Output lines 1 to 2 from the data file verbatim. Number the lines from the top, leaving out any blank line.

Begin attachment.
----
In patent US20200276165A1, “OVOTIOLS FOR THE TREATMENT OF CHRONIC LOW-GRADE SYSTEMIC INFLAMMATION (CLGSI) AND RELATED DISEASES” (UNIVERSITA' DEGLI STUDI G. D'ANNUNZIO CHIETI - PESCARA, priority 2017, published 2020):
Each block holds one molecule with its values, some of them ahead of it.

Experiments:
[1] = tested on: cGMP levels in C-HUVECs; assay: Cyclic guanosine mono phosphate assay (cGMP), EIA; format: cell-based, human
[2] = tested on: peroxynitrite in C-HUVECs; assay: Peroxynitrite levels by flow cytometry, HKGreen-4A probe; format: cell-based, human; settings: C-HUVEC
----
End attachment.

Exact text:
In patent US20200276165A1, “OVOTIOLS FOR THE TREATMENT OF CHRONIC LOW-GRADE SYSTEMIC INFLAMMATION (CLGSI) AND RELATED DISEASES” (UNIVERSITA' DEGLI STUDI G. D'ANNUNZIO CHIETI - PESCARA, priority 2017, published 2020):
Each block holds one molecule with its values, some of them ahead of it.